On May 25, 2020, George Floyd was arrested for allegedly using a counterfeit $20 bill at a Minneapolis grocery store. One of the police officers who showed up at the scene pressed his knee to Floyd’s neck for over eight minutes. Floyd was handcuffed and face down on the street. Disturbingly in the last two minutes of the eight minutes, he was motionless and pulseless. We are all keenly aware of this tragic story.
Of the many consequences that followed — including a worldwide movement of Black Lives Matter protests– one of the most pressing was re-examining the current policing model. Communities across the country have quickly recognized the urgency in creating policing programs that better respond to a community’s needs as public tolerance for these sorts of tragedies diminishes.
Several cities across the US had already experimented with co-responder programs, where paired teams of police officers and mental health professionals respond to calls to de-escalate situations. Now, many more municipalities have rushed to put together similar programs for their communities.
We are all wondering — is the co-responder program model the actual future of policing? Let us look at the factors.
The mental health crisis is deepening
Even before the COVID-19 pandemic, studies estimated that 14.5 percent of men and 31 percent of women in jails had a severe mental illness (SMI) such as schizophrenia, major depression, and bipolar disorder — whereas people with serious mental illnesses comprise 5 percent of the general population. The Covid-19 pandemic has undoubtedly not made getting proper support for mental health or individuals in need any better or easier.
Police are not built to be social service workers to get people all the help that they need. They are a valuable asset and needed for public safety. However, police are the responders to almost every situation when 911 is called. When a police officer’s only and easiest choice is incarceration for an individual who needs mental health support, it creates a cycle that is not optimal for the community or the system, especially when the underlying cause of many 911 calls is mental health.
Co-responder programs are built to help these individuals instead of cycling them through incarceration and non-incarceration or into the hospital system and back out again.
Co-responder programs are built to help with mental health crises. For example, in Minneapolis, Minnesota, co-responders contacted 985 people who were undergoing an emergency mental-health issue — 843 adults and 142 children — between fall 2017 and fall 2018. After talking to social workers and officers, more than 260 people calmed down in their homes or workplace. They declined trips to the hospital, saving time and resources for the community and the callers themselves.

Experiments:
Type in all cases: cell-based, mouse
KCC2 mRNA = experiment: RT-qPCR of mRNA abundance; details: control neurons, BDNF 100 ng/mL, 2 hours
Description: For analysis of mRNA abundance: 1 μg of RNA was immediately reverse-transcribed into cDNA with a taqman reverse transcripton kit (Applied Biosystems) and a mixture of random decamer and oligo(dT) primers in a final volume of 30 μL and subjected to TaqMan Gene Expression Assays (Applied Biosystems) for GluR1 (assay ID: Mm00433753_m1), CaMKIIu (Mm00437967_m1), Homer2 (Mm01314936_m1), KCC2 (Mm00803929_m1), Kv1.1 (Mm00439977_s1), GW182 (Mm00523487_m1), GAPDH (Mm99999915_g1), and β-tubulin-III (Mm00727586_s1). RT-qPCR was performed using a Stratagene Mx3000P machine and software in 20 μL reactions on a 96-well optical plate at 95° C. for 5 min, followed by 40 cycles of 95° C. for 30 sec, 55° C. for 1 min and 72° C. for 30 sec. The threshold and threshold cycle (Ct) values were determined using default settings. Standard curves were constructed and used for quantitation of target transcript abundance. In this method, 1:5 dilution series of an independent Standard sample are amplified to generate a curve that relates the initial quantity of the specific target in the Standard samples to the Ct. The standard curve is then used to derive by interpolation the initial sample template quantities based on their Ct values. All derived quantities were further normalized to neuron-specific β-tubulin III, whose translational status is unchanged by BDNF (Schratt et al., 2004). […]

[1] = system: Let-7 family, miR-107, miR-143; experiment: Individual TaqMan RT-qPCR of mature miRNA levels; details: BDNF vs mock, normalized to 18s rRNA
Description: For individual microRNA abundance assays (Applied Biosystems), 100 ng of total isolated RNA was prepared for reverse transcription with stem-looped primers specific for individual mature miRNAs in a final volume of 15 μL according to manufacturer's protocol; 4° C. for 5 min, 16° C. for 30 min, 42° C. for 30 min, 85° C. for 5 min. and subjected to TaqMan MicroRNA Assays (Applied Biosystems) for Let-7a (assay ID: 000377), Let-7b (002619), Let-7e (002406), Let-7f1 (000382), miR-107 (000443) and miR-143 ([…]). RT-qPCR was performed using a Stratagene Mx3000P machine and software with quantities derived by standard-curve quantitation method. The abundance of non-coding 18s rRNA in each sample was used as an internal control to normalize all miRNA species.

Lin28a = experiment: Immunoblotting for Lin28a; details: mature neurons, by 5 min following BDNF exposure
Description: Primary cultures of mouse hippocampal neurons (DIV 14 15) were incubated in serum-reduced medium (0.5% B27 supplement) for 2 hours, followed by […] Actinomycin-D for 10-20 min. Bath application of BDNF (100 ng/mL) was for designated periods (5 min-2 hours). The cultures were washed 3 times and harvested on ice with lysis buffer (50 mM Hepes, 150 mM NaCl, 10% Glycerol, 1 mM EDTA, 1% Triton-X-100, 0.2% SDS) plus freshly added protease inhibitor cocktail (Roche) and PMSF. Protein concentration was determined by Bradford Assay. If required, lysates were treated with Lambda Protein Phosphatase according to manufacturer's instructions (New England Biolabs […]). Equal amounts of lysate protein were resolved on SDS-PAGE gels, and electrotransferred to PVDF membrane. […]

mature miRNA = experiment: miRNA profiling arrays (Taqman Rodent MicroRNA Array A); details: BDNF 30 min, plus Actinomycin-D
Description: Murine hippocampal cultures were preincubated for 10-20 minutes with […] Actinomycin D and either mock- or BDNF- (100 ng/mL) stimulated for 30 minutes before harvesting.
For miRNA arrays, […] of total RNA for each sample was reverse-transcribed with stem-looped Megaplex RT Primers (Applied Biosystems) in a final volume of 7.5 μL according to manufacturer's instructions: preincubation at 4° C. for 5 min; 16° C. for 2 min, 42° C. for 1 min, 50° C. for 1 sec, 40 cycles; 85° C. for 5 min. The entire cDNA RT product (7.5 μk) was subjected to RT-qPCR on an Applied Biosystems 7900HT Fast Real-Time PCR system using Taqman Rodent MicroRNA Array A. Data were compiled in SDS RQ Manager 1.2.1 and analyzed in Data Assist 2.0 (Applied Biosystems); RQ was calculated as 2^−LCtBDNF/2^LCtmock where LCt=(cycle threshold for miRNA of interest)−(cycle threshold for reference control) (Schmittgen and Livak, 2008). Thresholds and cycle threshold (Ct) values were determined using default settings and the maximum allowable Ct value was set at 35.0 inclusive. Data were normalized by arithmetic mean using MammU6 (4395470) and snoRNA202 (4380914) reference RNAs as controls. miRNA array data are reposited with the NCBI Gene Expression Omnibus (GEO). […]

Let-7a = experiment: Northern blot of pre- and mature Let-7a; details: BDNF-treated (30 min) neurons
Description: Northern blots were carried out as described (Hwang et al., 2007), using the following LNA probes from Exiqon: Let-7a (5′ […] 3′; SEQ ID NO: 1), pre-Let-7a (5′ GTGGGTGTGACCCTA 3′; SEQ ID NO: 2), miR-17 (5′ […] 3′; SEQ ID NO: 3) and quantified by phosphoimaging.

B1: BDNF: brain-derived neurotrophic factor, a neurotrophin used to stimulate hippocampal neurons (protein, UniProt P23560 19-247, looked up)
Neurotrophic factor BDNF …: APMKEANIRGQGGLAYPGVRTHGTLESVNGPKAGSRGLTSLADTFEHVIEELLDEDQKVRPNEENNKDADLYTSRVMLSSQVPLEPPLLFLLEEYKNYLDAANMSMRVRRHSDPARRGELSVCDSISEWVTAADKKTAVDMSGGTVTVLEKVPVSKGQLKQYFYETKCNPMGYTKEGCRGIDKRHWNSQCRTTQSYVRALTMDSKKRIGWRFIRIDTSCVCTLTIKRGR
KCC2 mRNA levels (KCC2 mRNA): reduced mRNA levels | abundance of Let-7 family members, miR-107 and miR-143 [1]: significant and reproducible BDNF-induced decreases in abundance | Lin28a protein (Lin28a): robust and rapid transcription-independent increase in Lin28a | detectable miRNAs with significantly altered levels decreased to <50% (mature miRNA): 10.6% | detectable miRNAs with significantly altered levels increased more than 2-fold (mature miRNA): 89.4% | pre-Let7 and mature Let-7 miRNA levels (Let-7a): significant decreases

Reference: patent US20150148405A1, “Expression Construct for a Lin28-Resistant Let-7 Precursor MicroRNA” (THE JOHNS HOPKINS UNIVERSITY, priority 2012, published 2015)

As Covid-19 exacerbated many mental health situations across communities, the need for a better response to mental health crises is more important than ever.
Co-responder programs help a community be self-sufficient.
Co-responder programs respond to a new way of understanding what crime and many 911 calls are: cries for help. Often, crime and 911 calls result from mental health issues and a lack of proper support for an individual.
Often, patients may call 911 if they have a life-threatening anxiety attack — which is not what 911 was built for. Before co-responder programs were implemented, a caller in most mental health situations would be sent to the hospital to check their physical health — which does not help prevent or fix the mental health problem. If someone calls 911 for something like that, they may likely not have family or a support system that could help them through such a crisis, so they turn to 911 instead.
When paired teams of police officers and mental health professionals respond to calls together, they can work on solving the issue. For a patient calling about an anxiety attack, a co-responder team can drive to the location without sirens or flashing lights to help minimize the anxiety caused to the woman who called. They could approach that patient to talk through the attack, teaching them coping mechanisms if the anxiety surfaces again. Importantly, they could connect her to resources and support groups for this very kind of situation. That way, the caller can learn to be more self-sufficient and rely less on 911 in the future. It is a much more sustainable and efficient option than sending them to the hospital to begin the cycle repeatedly when anxiety strikes once more.
A significant subset of individuals that 911 calls are concerning are the same recurring problems that stem from mental health issues. They often have not received the help they need.